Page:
Tuesday, June 28, Saudi Arabia released a second list of 36 most wanted al Qaeda operatives. Twenty-four hours later, Number 14, Ibrahim Aiser, turned himself in at the Saudi embassy in Beirut. Thursday, as we went to press, he was still waiting for a Saudi plane to take him to Riyadh for interrogation.
Aiser is 30. He has been away from home from seven years since 1998, but he is one of the few absentee terrorists who stayed in touch with his family. His relatives persuaded him to surrender.
Aiser’s case is unique. One feature common to the rest of the listed men is that no one, whether Saudi intelligence or their own families, knows where they are. Apart from two, all are under 30.
Another common characteristic is that for three years, from 2002, Saudi intelligence knew their whereabouts and addresses and kept them under surveillance. But in 2004, they all suddenly dropped out of sight and confounded every effort to pick up their trails.
DEBKA-Net-Weekly‘s counter-terror sources report that, when American and Saudi officials exchanged views before publishing the latest list, the Saudis were hard put to explain how they had lost so many wanted men. They claimed that during the period they were kept under surveillance, none was engaged directly in terrorist activity. Their job was to provide logistical backup for al Qaeda terrorist networks. They located hideouts without being informed who would use them, laid on cash and passports for terrorists on the move, and looked after al Qaeda’s propaganda machine and Internet Web sites for the Saudi cell.
Terrorists in a collective disappearing act
At the time, Saudi intelligence did not suspect that the men they were watching constituted the third al Qaeda generation in the oil kingdom. The appeared simply to be marking time until summoned for action. It was only after they disappeared – and some of their names surfaced in the lists of Saudi terrorists operating in Iraq, Syria and the Balkans – that the Saudis caught on.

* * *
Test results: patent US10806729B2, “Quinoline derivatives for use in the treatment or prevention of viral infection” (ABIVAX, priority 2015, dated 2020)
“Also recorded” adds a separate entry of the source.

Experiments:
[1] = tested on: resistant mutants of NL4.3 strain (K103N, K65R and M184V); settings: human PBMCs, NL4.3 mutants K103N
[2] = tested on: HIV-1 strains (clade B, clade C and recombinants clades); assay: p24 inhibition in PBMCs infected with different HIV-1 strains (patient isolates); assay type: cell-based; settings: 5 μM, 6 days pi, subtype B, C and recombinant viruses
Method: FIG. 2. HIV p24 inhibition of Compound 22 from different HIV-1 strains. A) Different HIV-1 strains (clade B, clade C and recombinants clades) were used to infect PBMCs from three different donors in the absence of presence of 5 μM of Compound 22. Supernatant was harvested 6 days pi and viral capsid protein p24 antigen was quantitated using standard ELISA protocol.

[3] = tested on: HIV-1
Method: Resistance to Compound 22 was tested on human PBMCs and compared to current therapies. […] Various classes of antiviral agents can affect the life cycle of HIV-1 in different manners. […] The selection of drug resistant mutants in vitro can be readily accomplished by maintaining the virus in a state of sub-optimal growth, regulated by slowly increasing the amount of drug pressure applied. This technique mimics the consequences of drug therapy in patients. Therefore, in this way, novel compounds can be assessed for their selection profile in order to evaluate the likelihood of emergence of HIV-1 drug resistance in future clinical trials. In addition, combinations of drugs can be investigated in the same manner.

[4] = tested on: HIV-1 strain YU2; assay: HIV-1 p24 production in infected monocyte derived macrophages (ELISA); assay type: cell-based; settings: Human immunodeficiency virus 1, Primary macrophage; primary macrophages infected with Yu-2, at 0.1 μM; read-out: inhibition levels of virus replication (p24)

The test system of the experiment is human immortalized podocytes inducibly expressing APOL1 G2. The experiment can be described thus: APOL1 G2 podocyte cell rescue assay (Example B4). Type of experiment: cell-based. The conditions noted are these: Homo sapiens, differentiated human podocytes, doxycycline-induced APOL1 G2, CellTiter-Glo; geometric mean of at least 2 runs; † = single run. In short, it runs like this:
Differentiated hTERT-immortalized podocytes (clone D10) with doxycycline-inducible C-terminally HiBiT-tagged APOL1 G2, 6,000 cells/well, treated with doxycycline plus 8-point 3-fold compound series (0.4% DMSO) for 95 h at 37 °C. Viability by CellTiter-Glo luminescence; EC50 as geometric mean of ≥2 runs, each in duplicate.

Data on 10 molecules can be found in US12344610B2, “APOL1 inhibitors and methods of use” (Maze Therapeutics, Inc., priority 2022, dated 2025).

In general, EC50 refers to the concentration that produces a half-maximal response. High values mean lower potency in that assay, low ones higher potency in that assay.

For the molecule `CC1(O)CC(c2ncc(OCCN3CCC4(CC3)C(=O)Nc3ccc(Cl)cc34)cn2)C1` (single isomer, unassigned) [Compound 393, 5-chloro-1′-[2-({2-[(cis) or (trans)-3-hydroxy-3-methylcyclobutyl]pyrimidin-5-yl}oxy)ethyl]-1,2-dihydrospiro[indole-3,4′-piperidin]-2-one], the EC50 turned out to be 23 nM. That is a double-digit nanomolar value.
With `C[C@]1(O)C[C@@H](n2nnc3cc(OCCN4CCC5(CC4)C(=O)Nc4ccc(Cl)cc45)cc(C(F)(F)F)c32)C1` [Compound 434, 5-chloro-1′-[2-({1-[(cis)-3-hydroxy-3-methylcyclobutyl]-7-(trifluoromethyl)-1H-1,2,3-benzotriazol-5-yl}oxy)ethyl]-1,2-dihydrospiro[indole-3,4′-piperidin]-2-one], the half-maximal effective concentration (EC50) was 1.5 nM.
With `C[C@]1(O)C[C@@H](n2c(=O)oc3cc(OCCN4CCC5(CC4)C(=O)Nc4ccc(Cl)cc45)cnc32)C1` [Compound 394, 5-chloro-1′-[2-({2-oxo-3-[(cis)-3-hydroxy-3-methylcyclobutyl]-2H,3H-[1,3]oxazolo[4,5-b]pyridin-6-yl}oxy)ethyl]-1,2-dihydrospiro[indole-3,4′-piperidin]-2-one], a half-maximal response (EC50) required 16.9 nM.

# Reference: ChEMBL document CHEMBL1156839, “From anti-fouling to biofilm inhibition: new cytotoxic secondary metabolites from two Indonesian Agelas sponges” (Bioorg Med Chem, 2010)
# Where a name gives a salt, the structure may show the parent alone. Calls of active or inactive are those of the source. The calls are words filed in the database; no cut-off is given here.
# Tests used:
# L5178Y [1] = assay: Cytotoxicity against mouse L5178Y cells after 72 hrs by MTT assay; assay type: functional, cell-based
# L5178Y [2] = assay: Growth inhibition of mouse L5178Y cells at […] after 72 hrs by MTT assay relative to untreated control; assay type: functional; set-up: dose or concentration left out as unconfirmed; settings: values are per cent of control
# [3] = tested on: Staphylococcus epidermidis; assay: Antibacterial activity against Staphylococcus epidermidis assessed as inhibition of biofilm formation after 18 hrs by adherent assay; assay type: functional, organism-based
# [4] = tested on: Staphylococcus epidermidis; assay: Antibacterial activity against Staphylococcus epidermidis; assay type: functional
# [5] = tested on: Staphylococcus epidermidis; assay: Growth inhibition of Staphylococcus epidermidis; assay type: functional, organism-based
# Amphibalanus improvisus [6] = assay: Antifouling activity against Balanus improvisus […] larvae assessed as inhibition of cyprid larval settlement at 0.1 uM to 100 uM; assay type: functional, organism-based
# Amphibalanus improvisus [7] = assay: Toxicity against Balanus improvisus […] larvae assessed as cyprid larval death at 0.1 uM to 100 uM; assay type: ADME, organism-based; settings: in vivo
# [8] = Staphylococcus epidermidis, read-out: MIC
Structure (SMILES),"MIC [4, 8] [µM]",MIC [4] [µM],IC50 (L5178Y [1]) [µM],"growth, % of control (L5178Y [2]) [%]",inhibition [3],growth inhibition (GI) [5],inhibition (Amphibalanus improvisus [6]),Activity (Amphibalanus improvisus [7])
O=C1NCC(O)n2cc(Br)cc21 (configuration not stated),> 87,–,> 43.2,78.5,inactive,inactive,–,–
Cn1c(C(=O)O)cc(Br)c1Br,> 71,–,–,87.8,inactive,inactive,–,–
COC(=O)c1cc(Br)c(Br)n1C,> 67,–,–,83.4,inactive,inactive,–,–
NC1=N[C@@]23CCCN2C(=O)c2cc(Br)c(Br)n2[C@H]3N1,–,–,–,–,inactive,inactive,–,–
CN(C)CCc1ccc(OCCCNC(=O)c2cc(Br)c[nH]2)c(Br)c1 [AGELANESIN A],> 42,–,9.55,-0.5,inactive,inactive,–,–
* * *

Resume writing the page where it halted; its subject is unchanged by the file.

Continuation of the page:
According to our sources, Saudi counter-terror agencies believe that no more than 15 listed men remain in the country or one of the Persian Gulf emirates, while 21 are abroad, mostly in Iraq. Thirty of the wanted men are Saudi nationals, 3 Chadian, and one each Kuwaiti, Yemeni and Mauritanian.
Eleven men belong to the same network which was based in an isolated desert oasis called Kharj east of Riyadh. Saudi security agencies had never reached that far; nor did they suspect that a cell of that size could get organized in a location so small. Less than 100km from Riyadh, it suited the network as a convenient launching pad for attacks in the capital.
At the beginning of 2005, the entire group of 11 disappeared.
Now the Saudi authorities speculate that the mastermind behind this group was al Qaeda’s Saudi leader Salah Oufi, whom they claimed to have killed more than once. Now they are not so sure and suspect he may be alive and active – either in the kingdom or somewhere else.
Since early 2003, Riyadh has released three lists of wanted al Qaeda men. The first had 19 names, of whom 15 were killed by Saudi security forces. In December 2003, they aired a second list of 26 names. Sixteen were killed in battle, 2 in Iraq and 2 captured alive.
Saudi officials dealing with al Qaeda admit that the publication of list after list of wanted al Qaeda terrorists in so short a space of time means that they keep on discovering new layers of the network about which nothing is known. They now believe that al Qaeda is running five times the number listed of prominent operatives, which brings the total size of its Saudi operation to at least another 150 or 180 active terrorists.